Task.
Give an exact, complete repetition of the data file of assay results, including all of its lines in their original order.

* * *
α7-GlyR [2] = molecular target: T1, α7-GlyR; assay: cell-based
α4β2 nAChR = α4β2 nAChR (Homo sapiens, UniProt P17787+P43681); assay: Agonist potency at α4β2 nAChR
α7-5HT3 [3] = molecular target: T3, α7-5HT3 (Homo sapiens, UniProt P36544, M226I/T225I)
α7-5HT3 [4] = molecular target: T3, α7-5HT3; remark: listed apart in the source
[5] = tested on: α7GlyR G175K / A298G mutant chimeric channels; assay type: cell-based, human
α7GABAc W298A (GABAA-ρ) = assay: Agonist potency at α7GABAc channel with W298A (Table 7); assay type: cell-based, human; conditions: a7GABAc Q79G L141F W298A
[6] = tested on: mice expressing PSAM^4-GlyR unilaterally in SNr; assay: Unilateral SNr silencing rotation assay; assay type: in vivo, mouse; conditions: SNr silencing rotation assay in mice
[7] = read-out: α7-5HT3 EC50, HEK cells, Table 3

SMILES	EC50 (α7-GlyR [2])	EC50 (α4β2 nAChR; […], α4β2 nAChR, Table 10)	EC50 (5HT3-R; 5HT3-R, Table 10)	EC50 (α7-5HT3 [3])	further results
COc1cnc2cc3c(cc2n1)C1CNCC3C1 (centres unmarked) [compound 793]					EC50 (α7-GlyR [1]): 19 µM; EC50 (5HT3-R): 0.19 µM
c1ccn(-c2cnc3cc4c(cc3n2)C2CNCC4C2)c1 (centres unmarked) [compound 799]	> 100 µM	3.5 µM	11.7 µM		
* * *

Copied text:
α7-GlyR [2] = molecular target: T1, α7-GlyR; assay: cell-based
α4β2 nAChR = α4β2 nAChR (Homo sapiens, UniProt P17787+P43681); assay: Agonist potency at α4β2 nAChR
α7-5HT3 [3] = molecular target: T3, α7-5HT3 (Homo sapiens, UniProt P36544, M226I/T225I)
α7-5HT3 [4] = molecular target: T3, α7-5HT3; remark: listed apart in the source
[5] = tested on: α7GlyR G175K / A298G mutant chimeric channels; assay type: cell-based, human
α7GABAc W298A (GABAA-ρ) = assay: Agonist potency at α7GABAc channel with W298A (Table 7); assay type: cell-based, human; conditions: a7GABAc Q79G L141F W298A
[6] = tested on: mice expressing PSAM^4-GlyR unilaterally in SNr; assay: Unilateral SNr silencing rotation assay; assay type: in vivo, mouse; conditions: SNr silencing rotation assay in mice
[7] = read-out: α7-5HT3 EC50, HEK cells, Table 3

SMILES	EC50 (α7-GlyR [2])	EC50 (α4β2 nAChR; […], α4β2 nAChR, Table 10)	EC50 (5HT3-R; 5HT3-R, Table 10)	EC50 (α7-5HT3 [3])	further results
COc1cnc2cc3c(cc2n1)C1CNCC3C1 (centres unmarked) [compound 793]					EC50 (α7-GlyR [1]): 19 µM; EC50 (5HT3-R): 0.19 µM
c1ccn(-c2cnc3cc4c(cc3n2)C2CNCC4C2)c1 (centres unmarked) [compound 799]	> 100 µM	3.5 µM	11.7 µM		